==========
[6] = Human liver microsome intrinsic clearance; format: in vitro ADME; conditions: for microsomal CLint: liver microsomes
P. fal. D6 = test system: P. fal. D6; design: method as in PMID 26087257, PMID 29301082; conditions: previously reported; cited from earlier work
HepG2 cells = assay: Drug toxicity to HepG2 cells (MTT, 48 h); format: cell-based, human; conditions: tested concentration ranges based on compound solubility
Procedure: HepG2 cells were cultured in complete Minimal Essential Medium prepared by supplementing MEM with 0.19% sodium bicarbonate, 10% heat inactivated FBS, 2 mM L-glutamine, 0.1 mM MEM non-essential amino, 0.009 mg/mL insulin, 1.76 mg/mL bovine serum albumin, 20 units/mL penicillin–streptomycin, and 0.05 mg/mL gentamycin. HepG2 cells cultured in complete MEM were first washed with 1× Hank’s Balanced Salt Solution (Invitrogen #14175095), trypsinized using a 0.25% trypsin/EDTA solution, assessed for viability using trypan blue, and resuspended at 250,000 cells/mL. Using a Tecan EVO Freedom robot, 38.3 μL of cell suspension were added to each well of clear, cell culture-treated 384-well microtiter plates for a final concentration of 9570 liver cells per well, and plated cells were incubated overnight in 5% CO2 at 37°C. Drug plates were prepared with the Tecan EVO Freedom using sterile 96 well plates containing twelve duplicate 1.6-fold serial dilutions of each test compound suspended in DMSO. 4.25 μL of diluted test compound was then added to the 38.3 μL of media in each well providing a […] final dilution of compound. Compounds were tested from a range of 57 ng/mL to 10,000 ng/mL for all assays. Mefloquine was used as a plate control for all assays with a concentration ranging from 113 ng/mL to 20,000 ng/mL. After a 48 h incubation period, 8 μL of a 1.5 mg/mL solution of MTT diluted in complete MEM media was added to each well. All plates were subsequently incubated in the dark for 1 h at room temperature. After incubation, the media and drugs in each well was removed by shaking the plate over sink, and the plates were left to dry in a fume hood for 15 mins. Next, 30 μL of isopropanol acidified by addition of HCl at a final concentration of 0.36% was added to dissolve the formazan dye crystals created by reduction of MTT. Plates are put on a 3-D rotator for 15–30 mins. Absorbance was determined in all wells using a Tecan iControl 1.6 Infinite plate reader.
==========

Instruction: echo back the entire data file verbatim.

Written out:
[6] = Human liver microsome intrinsic clearance; format: in vitro ADME; conditions: for microsomal CLint: liver microsomes
P. fal. D6 = test system: P. fal. D6; design: method as in PMID 26087257, PMID 29301082; conditions: previously reported; cited from earlier work
HepG2 cells = assay: Drug toxicity to HepG2 cells (MTT, 48 h); format: cell-based, human; conditions: tested concentration ranges based on compound solubility
Procedure: HepG2 cells were cultured in complete Minimal Essential Medium prepared by supplementing MEM with 0.19% sodium bicarbonate, 10% heat inactivated FBS, 2 mM L-glutamine, 0.1 mM MEM non-essential amino, 0.009 mg/mL insulin, 1.76 mg/mL bovine serum albumin, 20 units/mL penicillin–streptomycin, and 0.05 mg/mL gentamycin. HepG2 cells cultured in complete MEM were first washed with 1× Hank’s Balanced Salt Solution (Invitrogen #14175095), trypsinized using a 0.25% trypsin/EDTA solution, assessed for viability using trypan blue, and resuspended at 250,000 cells/mL. Using a Tecan EVO Freedom robot, 38.3 μL of cell suspension were added to each well of clear, cell culture-treated 384-well microtiter plates for a final concentration of 9570 liver cells per well, and plated cells were incubated overnight in 5% CO2 at 37°C. Drug plates were prepared with the Tecan EVO Freedom using sterile 96 well plates containing twelve duplicate 1.6-fold serial dilutions of each test compound suspended in DMSO. 4.25 μL of diluted test compound was then added to the 38.3 μL of media in each well providing a […] final dilution of compound. Compounds were tested from a range of 57 ng/mL to 10,000 ng/mL for all assays. Mefloquine was used as a plate control for all assays with a concentration ranging from 113 ng/mL to 20,000 ng/mL. After a 48 h incubation period, 8 μL of a 1.5 mg/mL solution of MTT diluted in complete MEM media was added to each well. All plates were subsequently incubated in the dark for 1 h at room temperature. After incubation, the media and drugs in each well was removed by shaking the plate over sink, and the plates were left to dry in a fume hood for 15 mins. Next, 30 μL of isopropanol acidified by addition of HCl at a final concentration of 0.36% was added to dissolve the formazan dye crystals created by reduction of MTT. Plates are put on a 3-D rotator for 15–30 mins. Absorbance was determined in all wells using a Tecan iControl 1.6 Infinite plate reader.